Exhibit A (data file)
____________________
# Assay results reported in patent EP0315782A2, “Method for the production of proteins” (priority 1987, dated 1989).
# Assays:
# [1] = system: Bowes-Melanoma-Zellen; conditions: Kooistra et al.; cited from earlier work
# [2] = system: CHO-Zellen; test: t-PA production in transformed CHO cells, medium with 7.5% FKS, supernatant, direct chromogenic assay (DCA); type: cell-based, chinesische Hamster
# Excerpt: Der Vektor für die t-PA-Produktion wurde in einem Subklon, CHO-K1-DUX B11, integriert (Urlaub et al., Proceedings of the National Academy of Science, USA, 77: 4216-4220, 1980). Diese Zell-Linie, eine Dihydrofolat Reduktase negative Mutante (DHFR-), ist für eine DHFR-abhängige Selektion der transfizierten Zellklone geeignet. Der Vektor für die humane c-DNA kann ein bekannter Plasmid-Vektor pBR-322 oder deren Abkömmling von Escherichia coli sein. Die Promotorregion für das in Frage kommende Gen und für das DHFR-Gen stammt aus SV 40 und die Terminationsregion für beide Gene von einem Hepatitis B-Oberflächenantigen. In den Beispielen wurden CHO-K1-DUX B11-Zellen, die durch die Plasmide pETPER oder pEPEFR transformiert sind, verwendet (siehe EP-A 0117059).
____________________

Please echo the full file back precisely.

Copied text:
# Assay results reported in patent EP0315782A2, “Method for the production of proteins” (priority 1987, dated 1989).
# Assays:
# [1] = system: Bowes-Melanoma-Zellen; conditions: Kooistra et al.; cited from earlier work
# [2] = system: CHO-Zellen; test: t-PA production in transformed CHO cells, medium with 7.5% FKS, supernatant, direct chromogenic assay (DCA); type: cell-based, chinesische Hamster
# Excerpt: Der Vektor für die t-PA-Produktion wurde in einem Subklon, CHO-K1-DUX B11, integriert (Urlaub et al., Proceedings of the National Academy of Science, USA, 77: 4216-4220, 1980). Diese Zell-Linie, eine Dihydrofolat Reduktase negative Mutante (DHFR-), ist für eine DHFR-abhängige Selektion der transfizierten Zellklone geeignet. Der Vektor für die humane c-DNA kann ein bekannter Plasmid-Vektor pBR-322 oder deren Abkömmling von Escherichia coli sein. Die Promotorregion für das in Frage kommende Gen und für das DHFR-Gen stammt aus SV 40 und die Terminationsregion für beide Gene von einem Hepatitis B-Oberflächenantigen. In den Beispielen wurden CHO-K1-DUX B11-Zellen, die durch die Plasmide pETPER oder pEPEFR transformiert sind, verwendet (siehe EP-A 0117059).